The global case for curbing greenhouse gas emissions and transitioning to cleaner energy solutions continues to grow. A recent report by the Intergovernmental Panel on Climate Change indicates that the current emissions trajectory threatens imminent climate hazards and long-term risks to natural and human habitats. These risks further compel energy suppliers to re-evaluate and overhaul their portfolios.
While natural gas has long been viewed by energy experts and governments as a cleaner and transitional energy source from oil and coal, calls for a global shift towards zero-emission energy sources also grow louder. To this end, hydrogen has emerged as a promising alternative. As a versatile energy carrier, hydrogen supports the storage and transportation of renewable energy and offers a potential pathway for natural gas exporters. Through innovative methods like steam methane reforming (SMR) paired with carbon capture or methane cracking, hydrogen can bridge the gap between today’s natural gas economy and a sustainable future.
There can be no denying that there has been a global surge in investment in the hydrogen sector over the past few years, with many states also unveiling hydrogen strategies and developing relevant infrastructure and transportation links. For states like Qatar, defining an influential position in this rapidly evolving landscape will be pivotal for the country’s future prosperity.
Qatar has made a promising start to its efforts to become a major player in the emerging hydrogen economy. In 2022, QatarEnergy announced plans for the world’s largest blue ammonia plant. Ammonia is a hydrogen carrier that can be stored as a liquid at relatively milder conditions than hydrogen, reducing the complexity and costs associated with handling and storage, making transportation feasible over long distances. Doha simultaneously demonstrated its commitment to solar energy by bringing its Al Kharsaah Solar PV project online, the country’s first large-scale solar venture. Qatar also plans to add two more solar plants with a combined capacity of 880 MW in the next two years, which potentially open doors for green hydrogen and ammonia production.
Elsewhere, Oman, Saudi Arabia and the United Arab Emirates (UAE) are also moving forward with their efforts to gain a foothold in hydrogen markets. Abu Dhabi’s National Hydrogen Strategy, for example, aims to increase domestic hydrogen production by 2031 while emphasising market growth and regional collaboration. For its part, Saudi Arabia is developing an $8.4 billion green hydrogen plant at NEOM which upon completion will be the largest of its type in the world. Meanwhile, Oman has set itself ambitious production targets and plans to export hydrogen primarily as ammonia. Both initiatives reflect the country’s abundant renewable resources and prime strategic location.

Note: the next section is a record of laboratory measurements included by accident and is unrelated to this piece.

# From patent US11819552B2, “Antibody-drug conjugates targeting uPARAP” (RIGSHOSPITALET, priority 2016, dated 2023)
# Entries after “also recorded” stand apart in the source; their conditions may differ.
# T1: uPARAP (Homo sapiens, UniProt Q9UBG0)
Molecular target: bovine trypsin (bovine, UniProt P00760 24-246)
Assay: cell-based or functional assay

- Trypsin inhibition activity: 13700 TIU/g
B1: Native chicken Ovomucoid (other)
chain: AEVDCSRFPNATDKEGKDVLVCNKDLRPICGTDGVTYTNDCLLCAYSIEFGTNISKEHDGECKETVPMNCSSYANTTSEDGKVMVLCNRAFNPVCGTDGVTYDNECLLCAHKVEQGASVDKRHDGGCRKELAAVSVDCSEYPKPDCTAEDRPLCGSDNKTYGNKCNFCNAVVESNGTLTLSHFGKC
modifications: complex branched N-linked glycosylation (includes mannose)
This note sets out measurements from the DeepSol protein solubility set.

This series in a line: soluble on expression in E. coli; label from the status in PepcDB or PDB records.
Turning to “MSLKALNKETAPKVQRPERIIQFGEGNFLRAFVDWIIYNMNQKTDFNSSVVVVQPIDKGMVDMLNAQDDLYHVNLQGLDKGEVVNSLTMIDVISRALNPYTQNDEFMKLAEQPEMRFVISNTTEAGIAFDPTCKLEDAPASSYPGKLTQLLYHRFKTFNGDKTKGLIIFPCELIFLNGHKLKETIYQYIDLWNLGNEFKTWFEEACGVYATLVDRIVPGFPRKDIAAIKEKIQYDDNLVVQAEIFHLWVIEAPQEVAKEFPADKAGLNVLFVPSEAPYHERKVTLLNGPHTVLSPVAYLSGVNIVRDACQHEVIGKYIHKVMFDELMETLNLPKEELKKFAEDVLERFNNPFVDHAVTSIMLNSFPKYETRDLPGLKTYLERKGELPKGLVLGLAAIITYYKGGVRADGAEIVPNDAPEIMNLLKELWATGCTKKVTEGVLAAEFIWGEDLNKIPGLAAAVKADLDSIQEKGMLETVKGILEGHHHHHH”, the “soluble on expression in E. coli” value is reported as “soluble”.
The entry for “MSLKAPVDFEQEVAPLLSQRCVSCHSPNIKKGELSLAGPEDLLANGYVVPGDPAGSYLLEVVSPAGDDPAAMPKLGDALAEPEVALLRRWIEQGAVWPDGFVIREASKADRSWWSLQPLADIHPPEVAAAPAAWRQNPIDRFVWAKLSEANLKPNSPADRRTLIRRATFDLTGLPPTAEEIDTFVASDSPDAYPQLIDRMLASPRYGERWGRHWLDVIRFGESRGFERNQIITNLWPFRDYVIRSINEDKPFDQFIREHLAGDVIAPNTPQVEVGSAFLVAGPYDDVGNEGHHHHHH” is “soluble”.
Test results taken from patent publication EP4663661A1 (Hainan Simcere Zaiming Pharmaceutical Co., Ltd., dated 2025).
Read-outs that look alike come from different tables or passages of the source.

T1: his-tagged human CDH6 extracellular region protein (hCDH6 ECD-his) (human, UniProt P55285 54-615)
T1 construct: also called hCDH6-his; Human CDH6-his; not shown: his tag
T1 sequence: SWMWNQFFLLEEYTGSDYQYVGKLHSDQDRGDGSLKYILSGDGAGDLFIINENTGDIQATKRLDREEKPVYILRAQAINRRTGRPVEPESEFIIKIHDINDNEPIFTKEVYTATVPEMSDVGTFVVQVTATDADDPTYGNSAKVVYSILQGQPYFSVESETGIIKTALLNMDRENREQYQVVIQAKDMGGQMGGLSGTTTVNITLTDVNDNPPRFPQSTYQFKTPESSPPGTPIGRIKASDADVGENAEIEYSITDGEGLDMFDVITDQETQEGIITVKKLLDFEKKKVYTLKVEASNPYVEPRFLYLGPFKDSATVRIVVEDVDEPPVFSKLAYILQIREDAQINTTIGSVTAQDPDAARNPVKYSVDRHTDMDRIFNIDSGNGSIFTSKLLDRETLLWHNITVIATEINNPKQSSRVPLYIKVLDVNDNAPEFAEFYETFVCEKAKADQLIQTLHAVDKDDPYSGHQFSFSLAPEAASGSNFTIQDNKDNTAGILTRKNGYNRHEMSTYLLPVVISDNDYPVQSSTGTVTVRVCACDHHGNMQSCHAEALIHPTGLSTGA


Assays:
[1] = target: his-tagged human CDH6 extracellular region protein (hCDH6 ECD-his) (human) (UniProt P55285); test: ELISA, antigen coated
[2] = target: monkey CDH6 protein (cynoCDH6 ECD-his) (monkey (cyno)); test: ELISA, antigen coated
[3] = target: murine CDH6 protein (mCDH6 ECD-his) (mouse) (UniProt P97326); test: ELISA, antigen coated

Hydrogen and ammonia have a range of potential applications and use cases with the former being eyed for fuel cells in vehicles, especially heavy-duty transportation such as buses and trucks. Hydrogen also has applications in the industrial sector, particularly in steelmaking and refining processes, and can serve as a storage solution for renewable energy helping to balance supply and demand on electrical grids. Ammonia, on the other hand, could potentially be used as a direct fuel in power plants, fuel cells and marine engines, offering a cleaner alternative in the process. As a key component in fertilizers, the agriculture sector can also benefit from green ammonia, thereby aligning with sustainable farming practices.
Qatar’s vast natural gas resources, solid international relationships and cutting-edge infrastructure give it an edge in blue hydrogen production. It is nevertheless essential that the country addresses specific areas for improvement. Doha should, for example, acknowledge the potential of green (and turquoise) hydrogen and ammonia production. Doing so will help Qatar to diversify and optimise its renewable energy potential, enhance technological advancements and gradually decrease its reliance on liquified natural gas.
Energy importers like Japan, South Korea and Europe are also moving towards cleaner energy sources, making them potential buyers of Qatar’s hydrogen exports. In response, Doha should diversify its energy portfolio and develop a dedicated hydrogen and ammonia strategy to ensure consistent revenues and maintain its status as a trusted energy provider. This approach will guarantee ongoing economic growth and cement Qatar’s place in future global energy markets. To bolster its position in the hydrogen economy, Qatar should also define hydrogen’s role in export diversification and decarbonization, setting national targets. Enacting clear regulations will provide investor clarity, while collaborating with global tech leaders can boost hydrogen production.
As momentum for green solutions grows globally, the potential of green hydrogen derived from renewable energy sources cannot be neglected. Investing in and scaling up green hydrogen production can complement blue and turquoise hydrogen strategies, catering to markets keen on fully renewable energy chains. International research and development partnerships, particularly in electrolysis and carbon capture, might also be beneficial. In addition, integrating hydrogen production with domestic industries, such as steel and chemical production, and diversifying product offerings can help tap new markets. Finally, fortifying relationships with international partners will guarantee consistent hydrogen demand and long-term contracts. These steps will firmly position Qatar at the forefront of the global hydrogen economy.
The views expressed in this article belong to the author and do not necessarily reflect the editorial policy of Middle East Monitor.